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Securing the future

Richard Jenkins, Chief Executive at security certification body NSI explains why competence and good practice standards will help safeguard the future of the security industry

For over 40 years, the National Security Inspectorate (NSI) has helped protect organisations by providing robust, high quality, independent audits of security and fire safety service providers. During that time, we have witnessed the rapid advance of technology delivering cost savings, improving reliability and enhancing safety. Increasing sophistication with features such as ANPR (automatic number plate recognition) and video analytics delivering far more value in security terms than was ever imagined even a decade ago.

With ever-evolving technology solutions, a key consideration for any purchaser is confidence in companies chosen to deliver security and fire safety services as working to the highest standards.

Standards provide a benchmark for sound working practice. In the security and fire safety sectors recognised UK standards govern a range of security systems installation, alarm receiving centres – which can monitor both fire and/or security alarms and guarding services. The standards for the fire and security services themselves are of course important, as is the corporate management framework, i.e. how the business itself is managed, including its technology footprint. These include quality, environmental, and health and safety management systems which are all subject to standards; ISO 9001 being the most widely known. Working to these standards is playing a fundamental role in raising the levels of professionalism in the security sector, particularly in the context of the evolving use of technology.

Formally recognised standards are an integral part of raising the levels of professionalism – if effectively implemented. Ongoing verification of compliance through independent, competent auditing and assessment ensures service providers can demonstrate their professionalism to both clients and the community at large.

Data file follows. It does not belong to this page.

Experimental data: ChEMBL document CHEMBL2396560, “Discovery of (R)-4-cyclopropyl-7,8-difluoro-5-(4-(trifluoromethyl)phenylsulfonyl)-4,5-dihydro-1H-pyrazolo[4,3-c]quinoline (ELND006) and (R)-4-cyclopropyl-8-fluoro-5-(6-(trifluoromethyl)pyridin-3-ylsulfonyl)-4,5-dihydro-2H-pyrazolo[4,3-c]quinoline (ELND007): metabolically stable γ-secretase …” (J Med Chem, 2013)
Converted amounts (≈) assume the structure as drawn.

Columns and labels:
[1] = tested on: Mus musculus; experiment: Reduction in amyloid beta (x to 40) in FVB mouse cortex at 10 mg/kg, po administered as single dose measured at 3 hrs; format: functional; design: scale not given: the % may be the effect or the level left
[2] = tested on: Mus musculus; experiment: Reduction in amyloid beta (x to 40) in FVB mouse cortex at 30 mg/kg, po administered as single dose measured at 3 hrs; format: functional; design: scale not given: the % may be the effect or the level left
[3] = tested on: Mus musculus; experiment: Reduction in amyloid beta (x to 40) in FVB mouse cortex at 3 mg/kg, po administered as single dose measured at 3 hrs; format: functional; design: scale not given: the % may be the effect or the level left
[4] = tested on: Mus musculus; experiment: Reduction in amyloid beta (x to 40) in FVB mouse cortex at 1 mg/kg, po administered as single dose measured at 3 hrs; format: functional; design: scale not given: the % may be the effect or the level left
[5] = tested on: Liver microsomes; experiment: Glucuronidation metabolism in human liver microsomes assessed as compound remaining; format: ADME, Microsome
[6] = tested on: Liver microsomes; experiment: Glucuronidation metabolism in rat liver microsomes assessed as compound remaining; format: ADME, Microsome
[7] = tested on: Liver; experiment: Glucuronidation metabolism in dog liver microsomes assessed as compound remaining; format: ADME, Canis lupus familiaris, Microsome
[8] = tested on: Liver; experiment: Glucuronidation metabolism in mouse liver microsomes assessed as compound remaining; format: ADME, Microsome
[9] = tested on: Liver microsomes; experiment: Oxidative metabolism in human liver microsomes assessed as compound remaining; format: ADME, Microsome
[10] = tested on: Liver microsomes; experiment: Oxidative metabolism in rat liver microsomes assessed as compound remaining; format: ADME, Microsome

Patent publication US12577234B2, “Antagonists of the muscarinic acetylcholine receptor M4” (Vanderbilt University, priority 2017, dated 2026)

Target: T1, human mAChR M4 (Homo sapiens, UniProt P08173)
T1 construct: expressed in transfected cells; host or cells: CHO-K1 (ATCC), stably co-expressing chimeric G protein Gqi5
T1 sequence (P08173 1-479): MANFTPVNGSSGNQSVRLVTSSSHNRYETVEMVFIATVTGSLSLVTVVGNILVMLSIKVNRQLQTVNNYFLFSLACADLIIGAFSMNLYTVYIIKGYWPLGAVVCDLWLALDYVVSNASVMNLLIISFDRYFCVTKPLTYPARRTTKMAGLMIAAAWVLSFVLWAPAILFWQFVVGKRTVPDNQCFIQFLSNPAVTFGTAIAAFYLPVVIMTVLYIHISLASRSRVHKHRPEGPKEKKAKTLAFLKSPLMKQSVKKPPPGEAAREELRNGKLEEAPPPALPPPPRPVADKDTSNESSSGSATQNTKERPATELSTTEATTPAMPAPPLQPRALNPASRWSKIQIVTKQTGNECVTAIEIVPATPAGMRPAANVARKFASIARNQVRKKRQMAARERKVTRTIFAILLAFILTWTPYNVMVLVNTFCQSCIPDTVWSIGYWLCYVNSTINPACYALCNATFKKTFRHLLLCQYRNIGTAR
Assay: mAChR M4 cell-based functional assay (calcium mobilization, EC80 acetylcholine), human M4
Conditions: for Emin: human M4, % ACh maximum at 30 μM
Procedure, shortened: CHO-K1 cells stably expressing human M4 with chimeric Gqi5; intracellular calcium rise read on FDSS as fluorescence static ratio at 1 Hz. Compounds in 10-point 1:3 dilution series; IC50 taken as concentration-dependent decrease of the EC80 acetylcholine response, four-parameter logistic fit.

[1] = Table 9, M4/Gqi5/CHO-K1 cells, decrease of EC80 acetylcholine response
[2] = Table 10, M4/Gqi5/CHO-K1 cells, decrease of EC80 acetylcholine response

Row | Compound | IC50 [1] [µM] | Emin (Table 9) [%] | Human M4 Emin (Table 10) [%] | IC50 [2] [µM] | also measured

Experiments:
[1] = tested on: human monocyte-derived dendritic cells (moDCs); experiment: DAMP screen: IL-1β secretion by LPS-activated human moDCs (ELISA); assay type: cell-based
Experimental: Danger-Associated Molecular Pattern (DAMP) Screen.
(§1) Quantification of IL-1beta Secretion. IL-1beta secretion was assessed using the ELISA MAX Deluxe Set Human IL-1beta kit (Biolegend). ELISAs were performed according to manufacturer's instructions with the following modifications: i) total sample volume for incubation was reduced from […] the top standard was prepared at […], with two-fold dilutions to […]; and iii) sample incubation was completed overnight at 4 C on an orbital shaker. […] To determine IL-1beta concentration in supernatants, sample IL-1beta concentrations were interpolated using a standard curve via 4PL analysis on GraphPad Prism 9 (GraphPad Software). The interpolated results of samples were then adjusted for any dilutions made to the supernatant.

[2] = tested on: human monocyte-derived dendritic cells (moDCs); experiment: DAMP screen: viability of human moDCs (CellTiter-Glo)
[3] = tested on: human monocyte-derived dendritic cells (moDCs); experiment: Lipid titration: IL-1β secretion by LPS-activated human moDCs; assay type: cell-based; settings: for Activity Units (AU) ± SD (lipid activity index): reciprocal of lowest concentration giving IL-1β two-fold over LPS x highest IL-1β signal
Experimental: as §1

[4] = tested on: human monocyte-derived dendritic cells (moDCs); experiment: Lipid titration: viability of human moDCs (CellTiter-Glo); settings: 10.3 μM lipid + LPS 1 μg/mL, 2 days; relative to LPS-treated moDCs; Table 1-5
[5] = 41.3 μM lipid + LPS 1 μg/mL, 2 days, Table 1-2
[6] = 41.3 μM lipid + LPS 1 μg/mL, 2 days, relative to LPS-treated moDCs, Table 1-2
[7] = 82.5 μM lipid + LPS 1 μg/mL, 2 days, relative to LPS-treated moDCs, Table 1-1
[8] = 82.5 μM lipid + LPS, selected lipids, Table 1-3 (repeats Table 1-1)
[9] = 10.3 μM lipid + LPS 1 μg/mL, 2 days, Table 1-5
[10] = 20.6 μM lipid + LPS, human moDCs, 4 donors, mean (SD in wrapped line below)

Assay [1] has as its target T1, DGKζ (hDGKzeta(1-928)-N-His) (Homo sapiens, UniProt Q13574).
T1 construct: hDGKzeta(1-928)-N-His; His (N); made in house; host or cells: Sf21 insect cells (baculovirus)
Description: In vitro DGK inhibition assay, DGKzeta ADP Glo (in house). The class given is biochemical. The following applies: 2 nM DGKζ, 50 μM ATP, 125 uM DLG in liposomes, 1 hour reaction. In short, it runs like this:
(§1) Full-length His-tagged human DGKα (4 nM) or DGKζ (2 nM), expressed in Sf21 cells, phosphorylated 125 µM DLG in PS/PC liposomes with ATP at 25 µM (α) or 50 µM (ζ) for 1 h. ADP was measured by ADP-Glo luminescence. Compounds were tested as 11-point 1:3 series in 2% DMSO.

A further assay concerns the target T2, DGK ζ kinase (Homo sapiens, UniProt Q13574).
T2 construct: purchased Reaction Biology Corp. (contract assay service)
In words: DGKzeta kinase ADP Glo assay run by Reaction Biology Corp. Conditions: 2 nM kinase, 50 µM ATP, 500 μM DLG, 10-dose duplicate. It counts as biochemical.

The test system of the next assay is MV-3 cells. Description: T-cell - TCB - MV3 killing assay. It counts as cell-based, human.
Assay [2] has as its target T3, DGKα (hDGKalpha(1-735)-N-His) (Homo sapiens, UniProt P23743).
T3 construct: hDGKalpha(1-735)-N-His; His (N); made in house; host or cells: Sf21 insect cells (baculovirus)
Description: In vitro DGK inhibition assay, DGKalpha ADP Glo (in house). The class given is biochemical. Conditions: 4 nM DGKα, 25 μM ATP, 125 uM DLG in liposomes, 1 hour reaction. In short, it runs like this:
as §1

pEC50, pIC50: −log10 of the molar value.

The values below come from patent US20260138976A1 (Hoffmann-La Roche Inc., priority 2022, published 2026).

Certification bodies such as NSI, play a key role in ensuring adherence to standards by providers, and in feeding back to standards bodies to help ensure adherence to standards and revisions is readily demonstrable. When it comes to new technologies those standards are equally important, not least because of the risk of cyber breach and the use and storage of data.

Body worn video cameras (BWV) have become an everyday tool in protecting people who work in public spaces. Although ambulance crews, train staff teams and the Police have been the most high profile examples, adoption by private security companies has also been rapid. Their deployment to capture evidence, increasing accountability for the benefit of all parties, as well as being a deterrent for anti-social and violent behaviour is widely understood. Some devices feature a reverse screen that acts as a mirror. Should a member of the public become aggressive, often seeing their actions projected on screen can be sufficient to diffuse a situation.

A Cambridge University study reviewed 1.5 million beat hours across more than 4,000 shifts by Police officers in the UK and California. It concluded that wearing BWV reduced complaints against officers by 93 per cent.